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A sensor system designed to diagnose issues with squat form.

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As a society, we have rearranged our athletic priorities to favor performance over how well we move, often leading to injuries and limited athletic potential. Currently, the only way to obtain actionable, immediate feedback on movement technique is to perform a particular movement in front of an experienced physical therapist or coach – resources that are often expensive or unattainable to the average person.

I wanted to explore using technology to help solve these types of projects so I started working on SquatIQ -- a sensor system designed to diagnose issues with squat form. I worked with the squat because it a compound movement that can give a lot of information on an individual's mobility and imbalances; many physical therapists actually screen patients by having them perform a bodyweight squat.

Sensor System
The sensor system consists of a quad-strapped accelerometer, pressure sensing insoles, and some signal conditioning circuitry. The sensors are connected to an Arduino, which commincates with the computer running the live classifier.

Currently, the system is consists of a shoe insole fitted with force-sensing resistors (FSRs) to determine foot pressure distribution, an accelerometer strapped on the athlete’s quad to obtain depth information, and a software program running a trained multi-label SVM classifier to diagnose real footing issues (supination, pronation, heel-lift, etc) from the raw sensor data (see above picture). The sensors are connected to some signal conditioning circuitry and an Arduino, which communicates with the computer running the classifier. The athlete first calibrates the system and then performs several bodyweight squats (see above for video, below for example report). The system outputs an accurate report containing footing errors and where in the movement they occur; I have tested it with several people in my gym. It is possible to analyze data both online and offline. Currently, I have only built one insole but will soon build another. All code is available on github, with being the main script.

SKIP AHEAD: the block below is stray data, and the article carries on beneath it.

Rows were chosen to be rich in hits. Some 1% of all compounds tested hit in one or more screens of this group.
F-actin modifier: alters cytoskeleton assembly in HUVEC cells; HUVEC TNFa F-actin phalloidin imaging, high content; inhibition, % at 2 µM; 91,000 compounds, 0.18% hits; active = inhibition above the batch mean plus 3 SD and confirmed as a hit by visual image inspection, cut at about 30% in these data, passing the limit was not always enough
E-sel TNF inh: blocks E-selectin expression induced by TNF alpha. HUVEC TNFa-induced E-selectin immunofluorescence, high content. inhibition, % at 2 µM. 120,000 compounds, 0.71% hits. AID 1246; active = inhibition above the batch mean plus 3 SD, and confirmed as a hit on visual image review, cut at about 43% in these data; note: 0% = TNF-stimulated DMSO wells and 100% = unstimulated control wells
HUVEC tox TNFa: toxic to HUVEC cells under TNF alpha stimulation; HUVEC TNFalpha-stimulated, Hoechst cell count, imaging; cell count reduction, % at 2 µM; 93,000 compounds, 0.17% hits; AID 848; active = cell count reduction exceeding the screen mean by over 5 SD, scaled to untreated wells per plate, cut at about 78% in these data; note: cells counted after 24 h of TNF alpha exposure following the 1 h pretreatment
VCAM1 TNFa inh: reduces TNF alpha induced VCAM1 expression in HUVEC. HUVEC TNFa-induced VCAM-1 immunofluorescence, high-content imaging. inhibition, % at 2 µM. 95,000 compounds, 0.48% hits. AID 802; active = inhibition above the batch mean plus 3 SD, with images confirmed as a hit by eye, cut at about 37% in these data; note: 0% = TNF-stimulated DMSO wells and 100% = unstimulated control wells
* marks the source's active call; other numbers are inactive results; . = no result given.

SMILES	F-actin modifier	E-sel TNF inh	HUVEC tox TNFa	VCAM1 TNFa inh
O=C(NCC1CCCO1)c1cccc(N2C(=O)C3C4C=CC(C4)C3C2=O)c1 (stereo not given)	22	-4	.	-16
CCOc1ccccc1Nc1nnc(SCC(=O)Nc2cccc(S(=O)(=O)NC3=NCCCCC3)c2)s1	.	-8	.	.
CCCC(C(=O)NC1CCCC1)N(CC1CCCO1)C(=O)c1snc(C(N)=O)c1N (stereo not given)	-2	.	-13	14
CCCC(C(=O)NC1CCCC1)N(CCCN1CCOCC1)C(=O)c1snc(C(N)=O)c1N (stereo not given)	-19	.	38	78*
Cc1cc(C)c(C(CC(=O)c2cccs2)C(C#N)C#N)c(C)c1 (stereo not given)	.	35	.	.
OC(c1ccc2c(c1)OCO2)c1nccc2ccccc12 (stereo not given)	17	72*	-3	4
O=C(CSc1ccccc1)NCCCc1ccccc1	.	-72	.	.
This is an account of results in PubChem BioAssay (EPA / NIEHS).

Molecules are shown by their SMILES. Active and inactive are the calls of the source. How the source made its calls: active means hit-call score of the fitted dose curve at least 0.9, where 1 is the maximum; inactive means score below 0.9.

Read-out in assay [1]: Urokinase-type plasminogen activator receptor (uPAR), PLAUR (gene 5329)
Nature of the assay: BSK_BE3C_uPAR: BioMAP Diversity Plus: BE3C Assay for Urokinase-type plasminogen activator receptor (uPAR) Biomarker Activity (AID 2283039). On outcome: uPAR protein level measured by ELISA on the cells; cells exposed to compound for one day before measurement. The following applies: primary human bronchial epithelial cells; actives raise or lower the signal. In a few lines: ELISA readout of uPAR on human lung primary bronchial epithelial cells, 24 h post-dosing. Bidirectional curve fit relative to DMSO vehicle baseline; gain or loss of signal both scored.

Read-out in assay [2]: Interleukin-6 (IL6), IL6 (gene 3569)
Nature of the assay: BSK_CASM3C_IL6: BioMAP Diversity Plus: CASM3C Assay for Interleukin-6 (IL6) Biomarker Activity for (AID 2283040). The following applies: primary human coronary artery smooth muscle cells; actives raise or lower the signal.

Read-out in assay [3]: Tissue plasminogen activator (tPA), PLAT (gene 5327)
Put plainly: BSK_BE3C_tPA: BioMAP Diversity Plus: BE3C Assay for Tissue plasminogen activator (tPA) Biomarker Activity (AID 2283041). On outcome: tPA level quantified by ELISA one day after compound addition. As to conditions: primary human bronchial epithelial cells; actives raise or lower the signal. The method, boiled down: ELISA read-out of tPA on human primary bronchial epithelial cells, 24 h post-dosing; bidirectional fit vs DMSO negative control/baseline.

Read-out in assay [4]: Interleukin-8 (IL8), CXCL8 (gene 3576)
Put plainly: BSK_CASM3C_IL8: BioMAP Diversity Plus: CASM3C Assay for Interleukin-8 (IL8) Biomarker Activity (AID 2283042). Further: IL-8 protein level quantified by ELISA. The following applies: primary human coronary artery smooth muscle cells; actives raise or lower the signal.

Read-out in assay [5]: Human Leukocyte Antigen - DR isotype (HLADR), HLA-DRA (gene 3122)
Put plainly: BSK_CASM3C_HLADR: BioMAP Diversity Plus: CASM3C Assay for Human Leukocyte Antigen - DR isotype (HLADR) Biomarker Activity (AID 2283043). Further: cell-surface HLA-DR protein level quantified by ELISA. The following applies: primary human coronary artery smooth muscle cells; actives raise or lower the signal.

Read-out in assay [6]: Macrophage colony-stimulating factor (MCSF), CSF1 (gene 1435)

Squat Plot
A plot generated with data from SquatIQ, showing different errors throughout the movement. The area of the circle indicates severity of the error. This particular athlete exhibits pronation and heel-dominance during standing, and then starts to show heel-lift and slight pronation at the bottom of the squat.

Future Work

Diagnosing mobility issues

As mentioned earlier, the current output of the system is a report on footing issues during the squat and where in the movement they occur. I am currently working with a physical therapist on using the output of my system to train a model that can infer general mobility issues and imbalances. For example, if a user exhibits heel-lift in the bottom position of a squat, it could indicate that they have limited ankle dorsiflexion due to tight calf muscles. I envision a future iteration of SquatIQ as a system that people can use to diagnose their own mobility issues with minimal interaction with a physical therapist.

Minimizing strain

Currently, the system only takes into account footing position, which gives a lot of information about overall body positioning during the squat. It would be interesting to add flexion sensors on the ankles, knees, and hips to measure joint angles in an effort to reduce strain and the potential for injury. In theory, this would involve minimizing shear/torque on joints, with some joints being more important than others. This would vary with different people: some people will be able to maintain in a more forward knee position, for example. This would allow the sytem to be more useful when performing a squat with weights.

Audial feedback

Ideally, the system would be able to deliver feedback to the user about how well they are performing the movement. I think feedback in the form of musical cues is great for this application because it is easy for the brain to understand and many people already exercise to music. I am currently trying to encode different errors as different notes in a chord and modulating the pitch to signal severity of the error. When the user hears that a certain note in a chord is off, they should be able to intuitively correct for it. I am playing with the pyAudio library for this and will post any updates.